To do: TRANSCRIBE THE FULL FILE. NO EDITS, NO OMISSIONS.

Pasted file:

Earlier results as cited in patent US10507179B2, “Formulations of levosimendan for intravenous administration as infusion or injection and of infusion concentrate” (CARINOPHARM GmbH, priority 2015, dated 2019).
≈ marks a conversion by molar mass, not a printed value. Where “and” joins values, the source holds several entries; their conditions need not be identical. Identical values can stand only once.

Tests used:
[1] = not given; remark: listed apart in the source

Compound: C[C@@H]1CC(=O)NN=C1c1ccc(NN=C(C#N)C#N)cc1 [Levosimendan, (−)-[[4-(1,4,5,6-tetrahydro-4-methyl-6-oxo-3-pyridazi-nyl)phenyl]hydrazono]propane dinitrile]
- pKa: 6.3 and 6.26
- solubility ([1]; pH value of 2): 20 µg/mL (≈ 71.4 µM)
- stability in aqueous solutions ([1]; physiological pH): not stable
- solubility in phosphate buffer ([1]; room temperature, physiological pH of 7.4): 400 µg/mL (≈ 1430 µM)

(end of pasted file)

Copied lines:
Earlier results as cited in patent US10507179B2, “Formulations of levosimendan for intravenous administration as infusion or injection and of infusion concentrate” (CARINOPHARM GmbH, priority 2015, dated 2019).
≈ marks a conversion by molar mass, not a printed value. Where “and” joins values, the source holds several entries; their conditions need not be identical. Identical values can stand only once.

Tests used:
[1] = not given; remark: listed apart in the source

Compound: C[C@@H]1CC(=O)NN=C1c1ccc(NN=C(C#N)C#N)cc1 [Levosimendan, (−)-[[4-(1,4,5,6-tetrahydro-4-methyl-6-oxo-3-pyridazi-nyl)phenyl]hydrazono]propane dinitrile]
- pKa: 6.3 and 6.26
- solubility ([1]; pH value of 2): 20 µg/mL (≈ 71.4 µM)
- stability in aqueous solutions ([1]; physiological pH): not stable
- solubility in phosphate buffer ([1]; room temperature, physiological pH of 7.4): 400 µg/mL (≈ 1430 µM)